Wednesday, July 03, 2013

Schools Direct

So we seem to be facing a shortage of teachers again. This has happened roughly every ten years since the Pyramids were built, usually because either:

1) The economy is booming, or
2) There has been lots of bad publicity about pay and conditions in teaching.

As always, the problem is most acute in the important subjects (A shortage of Drama Teachers would simply be cause for celebration).

Anyway, the Government has brought in a new program called 'Schools Direct' where you train at a school and get paid. Sounds like a good idea. However it's only accepted about half as many trainee teachers as hoped because:

1) Not enough schools have agreed to provide the training, either on ideological grounds or because they aren't being paid enough.

2) Nobody thought to advertise it.

3) Maybe, as with all targets, the numbers were a bit arbitrary anyway.

Heads of participating schools haven't been too impressed by some of the candidates they've received. This isn't surprising when you bear in mind that all the new comedy Universities are churning out hundreds of tonnes of dross each year.

'Half of Teacher Training places unfilled' makes a good headline, but the publicity it generates will be enough to boost the numbers by the time the courses start- you mark my words. (Just don't mark the applicants' words).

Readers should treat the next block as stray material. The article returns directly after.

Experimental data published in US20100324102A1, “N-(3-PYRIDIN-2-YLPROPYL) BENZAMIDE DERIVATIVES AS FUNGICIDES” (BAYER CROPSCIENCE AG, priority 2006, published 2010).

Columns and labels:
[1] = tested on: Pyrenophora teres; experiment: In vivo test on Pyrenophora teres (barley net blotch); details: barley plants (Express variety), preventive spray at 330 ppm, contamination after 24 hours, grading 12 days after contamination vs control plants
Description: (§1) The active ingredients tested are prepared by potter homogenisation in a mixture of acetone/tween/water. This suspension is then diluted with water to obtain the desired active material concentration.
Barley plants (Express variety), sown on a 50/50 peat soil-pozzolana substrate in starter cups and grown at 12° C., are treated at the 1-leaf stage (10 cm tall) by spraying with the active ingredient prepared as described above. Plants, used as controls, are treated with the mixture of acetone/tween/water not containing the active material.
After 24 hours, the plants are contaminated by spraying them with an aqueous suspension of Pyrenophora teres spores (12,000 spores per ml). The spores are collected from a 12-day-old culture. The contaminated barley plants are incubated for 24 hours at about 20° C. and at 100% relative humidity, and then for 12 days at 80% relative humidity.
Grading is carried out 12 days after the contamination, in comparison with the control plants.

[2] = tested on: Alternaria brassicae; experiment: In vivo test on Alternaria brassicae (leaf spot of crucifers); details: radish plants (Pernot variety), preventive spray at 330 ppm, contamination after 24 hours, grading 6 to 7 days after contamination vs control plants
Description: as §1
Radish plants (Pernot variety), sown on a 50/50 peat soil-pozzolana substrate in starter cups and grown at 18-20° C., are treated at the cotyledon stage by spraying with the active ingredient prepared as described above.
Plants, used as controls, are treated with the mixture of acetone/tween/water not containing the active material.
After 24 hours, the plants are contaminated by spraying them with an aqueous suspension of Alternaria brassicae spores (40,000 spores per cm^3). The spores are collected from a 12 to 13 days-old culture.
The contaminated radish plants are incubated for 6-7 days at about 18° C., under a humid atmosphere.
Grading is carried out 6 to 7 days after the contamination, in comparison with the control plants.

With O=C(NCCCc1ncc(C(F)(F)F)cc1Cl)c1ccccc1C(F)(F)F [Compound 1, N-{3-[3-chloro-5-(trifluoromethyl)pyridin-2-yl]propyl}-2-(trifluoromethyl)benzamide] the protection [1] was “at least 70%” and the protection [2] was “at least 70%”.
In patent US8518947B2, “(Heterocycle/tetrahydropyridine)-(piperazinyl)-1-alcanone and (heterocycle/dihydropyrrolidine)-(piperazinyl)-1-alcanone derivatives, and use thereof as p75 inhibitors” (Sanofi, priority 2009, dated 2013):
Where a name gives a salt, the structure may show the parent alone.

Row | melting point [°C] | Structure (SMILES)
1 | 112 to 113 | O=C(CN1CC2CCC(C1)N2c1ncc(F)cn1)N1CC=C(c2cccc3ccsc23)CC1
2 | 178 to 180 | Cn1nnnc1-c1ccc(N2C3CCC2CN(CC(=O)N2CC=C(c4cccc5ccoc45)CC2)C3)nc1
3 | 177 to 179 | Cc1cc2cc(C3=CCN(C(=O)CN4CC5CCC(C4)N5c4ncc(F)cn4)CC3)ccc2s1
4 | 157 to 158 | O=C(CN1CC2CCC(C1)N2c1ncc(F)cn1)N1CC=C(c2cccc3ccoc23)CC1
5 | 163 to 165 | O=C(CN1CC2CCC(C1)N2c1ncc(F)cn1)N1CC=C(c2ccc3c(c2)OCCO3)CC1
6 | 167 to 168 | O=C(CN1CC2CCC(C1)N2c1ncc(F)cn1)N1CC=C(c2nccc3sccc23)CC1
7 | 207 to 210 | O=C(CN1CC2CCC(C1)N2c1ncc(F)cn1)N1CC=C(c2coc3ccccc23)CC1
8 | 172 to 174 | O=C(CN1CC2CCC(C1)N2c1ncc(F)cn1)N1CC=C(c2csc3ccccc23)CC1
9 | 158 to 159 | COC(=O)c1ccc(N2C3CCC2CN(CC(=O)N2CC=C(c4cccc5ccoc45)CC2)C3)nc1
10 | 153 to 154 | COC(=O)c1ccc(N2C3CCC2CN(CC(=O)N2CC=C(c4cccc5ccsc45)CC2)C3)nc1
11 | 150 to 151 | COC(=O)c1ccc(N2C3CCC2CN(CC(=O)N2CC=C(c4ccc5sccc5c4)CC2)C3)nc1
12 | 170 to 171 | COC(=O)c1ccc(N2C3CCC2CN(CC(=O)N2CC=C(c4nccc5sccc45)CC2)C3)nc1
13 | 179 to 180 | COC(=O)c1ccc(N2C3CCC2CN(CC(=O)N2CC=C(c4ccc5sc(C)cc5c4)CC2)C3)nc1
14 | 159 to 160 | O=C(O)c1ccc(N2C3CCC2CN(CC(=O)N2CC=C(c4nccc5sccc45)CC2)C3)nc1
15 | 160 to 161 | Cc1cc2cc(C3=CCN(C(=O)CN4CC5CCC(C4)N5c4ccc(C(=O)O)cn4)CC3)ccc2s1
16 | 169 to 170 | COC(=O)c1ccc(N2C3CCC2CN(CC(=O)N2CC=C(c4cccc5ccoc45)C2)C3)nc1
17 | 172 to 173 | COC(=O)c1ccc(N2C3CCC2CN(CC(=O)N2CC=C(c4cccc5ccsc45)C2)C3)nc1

LocalFlightEast said...

I'm confused. The last I heard in the UK was mass redundancies in teaching. For the first time it was no longer the secure profession it had been.
what happened?
The TES boards seemed full of teachers who were resigned to never teaching full time again.
If this is the case then why the recruitment crisis?

Sutton Tutor said...
This comment has been removed by the author.
Sutton Tutor said...

I agree that the best place to learn teaching is in a school. Yet, without the preliminary theoretical input first, it's just a case of copying the teachers that you observe, which is a very limited approach to the job. You need to prepare for the 'teaching practice' element by some serious study, otherwise it's just a joke.

I mean, would you feel happy about flying in a plane where the pilot had learned 'on the job'? Would you be keen to have your criminal case handled by a solicitor who had never studied the theory of law, and had just sat behind another solicitor for a year or so? And you can argue the same for doctors and nurses, etc.

Unless, of course, you're happy for your kids to be taught by someone like Frank.


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